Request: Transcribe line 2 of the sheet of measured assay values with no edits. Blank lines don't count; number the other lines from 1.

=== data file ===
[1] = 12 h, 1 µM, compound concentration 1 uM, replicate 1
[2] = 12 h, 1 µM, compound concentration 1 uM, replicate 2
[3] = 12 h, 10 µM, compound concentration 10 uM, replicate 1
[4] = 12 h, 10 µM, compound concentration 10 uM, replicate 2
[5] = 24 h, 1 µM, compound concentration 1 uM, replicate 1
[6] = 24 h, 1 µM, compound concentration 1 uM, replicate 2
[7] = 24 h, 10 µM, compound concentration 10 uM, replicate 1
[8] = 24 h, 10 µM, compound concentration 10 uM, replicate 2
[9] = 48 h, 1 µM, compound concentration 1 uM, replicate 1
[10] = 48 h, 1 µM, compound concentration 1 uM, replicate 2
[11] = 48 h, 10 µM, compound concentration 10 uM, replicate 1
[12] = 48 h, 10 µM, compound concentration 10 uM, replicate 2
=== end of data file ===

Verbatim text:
[2] = 12 h, 1 µM, compound concentration 1 uM, replicate 2